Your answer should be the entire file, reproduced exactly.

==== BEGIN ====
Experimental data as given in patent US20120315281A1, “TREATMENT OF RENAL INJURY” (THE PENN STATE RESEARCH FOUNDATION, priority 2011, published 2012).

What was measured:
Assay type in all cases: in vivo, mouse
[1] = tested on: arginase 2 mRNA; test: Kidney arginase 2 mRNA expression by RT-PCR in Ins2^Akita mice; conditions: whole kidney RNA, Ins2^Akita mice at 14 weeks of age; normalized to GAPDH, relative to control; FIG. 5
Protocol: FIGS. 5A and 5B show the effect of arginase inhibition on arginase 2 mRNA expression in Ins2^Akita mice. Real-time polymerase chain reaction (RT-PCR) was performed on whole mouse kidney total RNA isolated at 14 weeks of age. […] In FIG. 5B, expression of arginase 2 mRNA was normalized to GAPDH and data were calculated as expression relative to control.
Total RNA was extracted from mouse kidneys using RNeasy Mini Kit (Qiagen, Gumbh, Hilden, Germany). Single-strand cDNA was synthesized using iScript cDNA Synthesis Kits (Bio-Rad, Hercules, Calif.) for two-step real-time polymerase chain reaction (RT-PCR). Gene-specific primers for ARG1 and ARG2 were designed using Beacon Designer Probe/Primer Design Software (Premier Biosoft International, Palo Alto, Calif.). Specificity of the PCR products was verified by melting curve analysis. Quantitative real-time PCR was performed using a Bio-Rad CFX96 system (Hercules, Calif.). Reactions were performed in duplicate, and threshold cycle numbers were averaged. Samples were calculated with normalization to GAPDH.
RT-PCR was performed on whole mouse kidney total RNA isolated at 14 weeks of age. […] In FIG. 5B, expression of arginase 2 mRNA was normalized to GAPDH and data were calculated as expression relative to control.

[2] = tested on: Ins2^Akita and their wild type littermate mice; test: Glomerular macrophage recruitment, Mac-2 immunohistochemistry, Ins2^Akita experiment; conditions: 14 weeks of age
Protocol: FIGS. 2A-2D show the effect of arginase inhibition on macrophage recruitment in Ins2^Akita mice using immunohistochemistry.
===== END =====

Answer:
Experimental data as given in patent US20120315281A1, “TREATMENT OF RENAL INJURY” (THE PENN STATE RESEARCH FOUNDATION, priority 2011, published 2012).

What was measured:
Assay type in all cases: in vivo, mouse
[1] = tested on: arginase 2 mRNA; test: Kidney arginase 2 mRNA expression by RT-PCR in Ins2^Akita mice; conditions: whole kidney RNA, Ins2^Akita mice at 14 weeks of age; normalized to GAPDH, relative to control; FIG. 5
Protocol: FIGS. 5A and 5B show the effect of arginase inhibition on arginase 2 mRNA expression in Ins2^Akita mice. Real-time polymerase chain reaction (RT-PCR) was performed on whole mouse kidney total RNA isolated at 14 weeks of age. […] In FIG. 5B, expression of arginase 2 mRNA was normalized to GAPDH and data were calculated as expression relative to control.
Total RNA was extracted from mouse kidneys using RNeasy Mini Kit (Qiagen, Gumbh, Hilden, Germany). Single-strand cDNA was synthesized using iScript cDNA Synthesis Kits (Bio-Rad, Hercules, Calif.) for two-step real-time polymerase chain reaction (RT-PCR). Gene-specific primers for ARG1 and ARG2 were designed using Beacon Designer Probe/Primer Design Software (Premier Biosoft International, Palo Alto, Calif.). Specificity of the PCR products was verified by melting curve analysis. Quantitative real-time PCR was performed using a Bio-Rad CFX96 system (Hercules, Calif.). Reactions were performed in duplicate, and threshold cycle numbers were averaged. Samples were calculated with normalization to GAPDH.
RT-PCR was performed on whole mouse kidney total RNA isolated at 14 weeks of age. […] In FIG. 5B, expression of arginase 2 mRNA was normalized to GAPDH and data were calculated as expression relative to control.

[2] = tested on: Ins2^Akita and their wild type littermate mice; test: Glomerular macrophage recruitment, Mac-2 immunohistochemistry, Ins2^Akita experiment; conditions: 14 weeks of age
Protocol: FIGS. 2A-2D show the effect of arginase inhibition on macrophage recruitment in Ins2^Akita mice using immunohistochemistry.